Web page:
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Ivory Soap – History of an American Classic

I have so many different kinds and scents of soap and body wash in my bathrooms that I could probably open my own store with them! But, even with all of the choice I have, there are times when I really just want to step back in time and use a soap that is considered a classic in every way. That soap is Ivory. The clean smell and gentle lather remind me of my childhood, back when Ivory was THE soap to use.

I don't think there is anyone who hasn't used Ivory soap. It has remained popular for over 125 years, and that says a lot about the quality and the value of this soap. Generations of Americans have used this soap that is still considered to be bath time staple. The purity and mildness of this soap is unsurpassed. Remember those advertisements that proclaimed that Ivory was "99 – 44/100 percent pure"? That's still true today. Ivory is considered the most popular pure soap on the market. Ivory represents a more simple time, and the use of it can evoke fond memories in those who remember it from their childhood. It is memorable as the only soap that floats as well as for its gentle cleansing formula.

The formula for the soap was perfected in 1878, and introduced for the first time in 1879, selling for about ten cents per bar. While under development, it was simply called "white soap". The name was originally meant to be "P&G; White Soap" but Harley Proctor, who along with his business partner James Gamble created Ivory soap, wanted a name that people would remember. After trying, and failing, to come up with an appropriate name for the soap, Proctor decided on the name "Ivory" from a verse he heard from the Bible (Psalm 45) while sitting in church

With the name in place, production moved along with Ivory. One day, a worker went to lunch and left the soap making machinery running. Somehow, air worked its way into the soap mixture while it was unsupervised, making the finished product lighter than water. Once back from lunch, the worker noticed to his chagrin that the batch of soap was not as it should be. The company decided not to waste such a quantity of soap, and workers were instructed to continue processing and packaging it up. It was shipped out as usual, with the belief that such a small error would not be noticed. Unbeknownst to everyone, history had just been made.

People began to request more of "the soap that floated", and Procter and Gamble realized that the production mistake was going to help, and not hurt, their soap sales. It wasn't long before Ivory was a household name. It was advertised as being useful as both a laundry product and a bath bar.

A few Ivory facts –

In 1886, the first "Ivory Baby" appeared in magazines, reinforcing the simplicity and purity of the soap.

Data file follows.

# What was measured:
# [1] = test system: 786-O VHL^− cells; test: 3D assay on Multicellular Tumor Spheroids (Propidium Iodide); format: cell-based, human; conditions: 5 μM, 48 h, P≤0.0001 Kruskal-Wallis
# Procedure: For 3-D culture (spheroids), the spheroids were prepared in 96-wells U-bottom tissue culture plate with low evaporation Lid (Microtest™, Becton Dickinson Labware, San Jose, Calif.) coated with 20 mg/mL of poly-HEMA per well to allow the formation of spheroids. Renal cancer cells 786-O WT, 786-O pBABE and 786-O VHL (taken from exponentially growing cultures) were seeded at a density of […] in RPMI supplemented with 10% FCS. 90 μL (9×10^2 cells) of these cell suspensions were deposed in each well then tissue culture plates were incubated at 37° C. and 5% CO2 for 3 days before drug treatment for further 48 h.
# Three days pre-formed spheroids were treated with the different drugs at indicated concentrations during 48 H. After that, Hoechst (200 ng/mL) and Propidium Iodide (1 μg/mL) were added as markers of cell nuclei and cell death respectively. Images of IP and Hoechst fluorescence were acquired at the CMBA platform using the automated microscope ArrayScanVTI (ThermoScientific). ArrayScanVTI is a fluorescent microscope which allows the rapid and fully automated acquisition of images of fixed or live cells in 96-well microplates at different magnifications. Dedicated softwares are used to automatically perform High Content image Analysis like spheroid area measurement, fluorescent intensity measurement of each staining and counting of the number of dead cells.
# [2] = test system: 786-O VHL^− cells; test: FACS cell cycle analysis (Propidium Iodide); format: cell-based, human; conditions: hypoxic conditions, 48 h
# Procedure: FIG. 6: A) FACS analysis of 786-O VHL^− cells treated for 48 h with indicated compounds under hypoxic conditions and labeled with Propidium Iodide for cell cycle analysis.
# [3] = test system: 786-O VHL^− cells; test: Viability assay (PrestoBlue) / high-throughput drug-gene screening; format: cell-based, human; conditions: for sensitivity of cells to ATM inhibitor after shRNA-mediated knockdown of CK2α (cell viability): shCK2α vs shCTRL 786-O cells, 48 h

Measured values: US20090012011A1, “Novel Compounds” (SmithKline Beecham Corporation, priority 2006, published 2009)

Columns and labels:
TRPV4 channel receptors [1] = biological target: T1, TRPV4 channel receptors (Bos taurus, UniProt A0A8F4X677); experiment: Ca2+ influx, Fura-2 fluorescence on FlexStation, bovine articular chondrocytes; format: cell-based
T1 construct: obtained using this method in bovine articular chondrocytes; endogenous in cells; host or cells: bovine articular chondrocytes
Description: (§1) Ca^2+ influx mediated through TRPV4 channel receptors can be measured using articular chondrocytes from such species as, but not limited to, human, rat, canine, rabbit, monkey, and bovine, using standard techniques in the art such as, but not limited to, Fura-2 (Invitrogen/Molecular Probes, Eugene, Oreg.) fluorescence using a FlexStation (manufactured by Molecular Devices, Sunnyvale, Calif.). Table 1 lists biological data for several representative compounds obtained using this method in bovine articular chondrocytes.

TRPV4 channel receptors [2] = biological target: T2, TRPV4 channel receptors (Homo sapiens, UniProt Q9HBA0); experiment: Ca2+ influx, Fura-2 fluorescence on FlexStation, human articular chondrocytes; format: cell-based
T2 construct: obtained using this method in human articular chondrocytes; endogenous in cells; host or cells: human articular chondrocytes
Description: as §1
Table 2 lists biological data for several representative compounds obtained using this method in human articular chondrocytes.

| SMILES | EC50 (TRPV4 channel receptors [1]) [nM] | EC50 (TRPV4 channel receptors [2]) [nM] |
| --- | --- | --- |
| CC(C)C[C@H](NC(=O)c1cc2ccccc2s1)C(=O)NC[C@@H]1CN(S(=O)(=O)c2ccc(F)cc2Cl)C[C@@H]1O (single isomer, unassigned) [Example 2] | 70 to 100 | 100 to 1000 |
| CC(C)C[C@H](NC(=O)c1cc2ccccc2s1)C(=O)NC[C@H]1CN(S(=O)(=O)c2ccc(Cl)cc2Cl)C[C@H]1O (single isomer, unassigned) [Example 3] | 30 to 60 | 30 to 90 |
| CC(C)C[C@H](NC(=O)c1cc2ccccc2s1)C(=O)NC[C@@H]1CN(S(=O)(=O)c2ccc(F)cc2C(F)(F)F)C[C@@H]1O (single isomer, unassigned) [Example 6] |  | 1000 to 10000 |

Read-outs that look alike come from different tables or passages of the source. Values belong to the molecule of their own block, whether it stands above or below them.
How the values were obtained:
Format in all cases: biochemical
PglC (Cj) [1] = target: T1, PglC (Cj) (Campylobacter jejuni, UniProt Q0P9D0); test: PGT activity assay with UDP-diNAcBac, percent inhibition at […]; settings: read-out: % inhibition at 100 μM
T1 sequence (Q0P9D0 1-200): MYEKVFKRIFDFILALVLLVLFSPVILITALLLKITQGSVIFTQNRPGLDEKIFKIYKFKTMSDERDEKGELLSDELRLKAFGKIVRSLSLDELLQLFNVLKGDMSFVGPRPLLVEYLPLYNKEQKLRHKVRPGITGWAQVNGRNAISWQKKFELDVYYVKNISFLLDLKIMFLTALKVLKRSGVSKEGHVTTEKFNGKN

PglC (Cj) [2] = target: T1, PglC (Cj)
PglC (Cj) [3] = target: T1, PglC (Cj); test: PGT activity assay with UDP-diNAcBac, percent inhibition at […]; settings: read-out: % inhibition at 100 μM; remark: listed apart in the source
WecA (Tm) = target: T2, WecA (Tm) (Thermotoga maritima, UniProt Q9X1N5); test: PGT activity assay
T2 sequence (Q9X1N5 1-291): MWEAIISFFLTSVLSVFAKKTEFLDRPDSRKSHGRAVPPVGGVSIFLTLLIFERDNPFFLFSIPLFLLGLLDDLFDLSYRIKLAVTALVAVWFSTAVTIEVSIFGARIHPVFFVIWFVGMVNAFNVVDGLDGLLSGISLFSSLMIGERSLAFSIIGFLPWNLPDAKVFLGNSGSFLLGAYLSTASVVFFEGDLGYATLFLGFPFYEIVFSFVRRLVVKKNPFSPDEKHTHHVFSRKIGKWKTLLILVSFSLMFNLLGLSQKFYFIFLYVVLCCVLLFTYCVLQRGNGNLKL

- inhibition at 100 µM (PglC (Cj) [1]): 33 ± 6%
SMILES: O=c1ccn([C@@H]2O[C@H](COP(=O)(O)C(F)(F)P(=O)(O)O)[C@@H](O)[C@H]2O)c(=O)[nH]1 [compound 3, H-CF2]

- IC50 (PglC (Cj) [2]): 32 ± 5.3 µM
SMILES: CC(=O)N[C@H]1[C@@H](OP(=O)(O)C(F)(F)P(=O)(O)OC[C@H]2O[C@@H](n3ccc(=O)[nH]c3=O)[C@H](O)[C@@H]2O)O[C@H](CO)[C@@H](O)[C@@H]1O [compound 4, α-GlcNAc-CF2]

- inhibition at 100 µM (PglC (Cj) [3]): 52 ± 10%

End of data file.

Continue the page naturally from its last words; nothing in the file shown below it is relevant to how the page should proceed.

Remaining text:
In 1891, "the soap that floats" became the first slogan for Ivory soap.

In 1896, the first full color magazine advertisement appeared in Cosmopolitan magazine.

In 1939, just a few months after television was introduced in America, the first ever commercial for Ivory aired during the historic first televised Brooklyn Dodgers/Cincinnati Reds game

In 1952, the popular soap opera "Guiding Light" aired for the first time, and showed Ivory advertisements during commercial breaks.

In the 1960s the original ivory generation campaign – 3 generations, mother, daughter, grandchild – who all use Ivory – was introduced in popular magazines of that period.

In 1976 Nominate an Ivory girl ad campaign was launched.

In 1979, the 100th anniversary of one of America's favorite brands, Ivory, was celebrated.

In 2004, Ivory Aloe was introduced. This was the first formula change for the product in 125 years.

In 2005, Procter and Gamble introduced Ivory Lavender body bar and wash as the third member of the Ivory family. The Ivory line now includes bar soap, liquid hand soap, body wash, and a mild laundry product usually used for babies called Ivory Snow.

Fun Ivory Trivia –

Ivory soap has such unique properties that when moistened with water and placed in a microwave (on a microwave safe plate) and heated on High for about 2 minutes, it expands into a huge, fluffy, cloud-like glob of soap. This is because of the water inside the soap. Microwaves heat from the inside out, and as the water heats up, it forms bubbles. The bar of soap also contains trapped air, which the heat causes to expand. Finally, the heat softens the soap. The combination of these three things causes a simple bar of soap to expand to 10 times its size or more!

Ivory will continue to be an American classic for many years to come.

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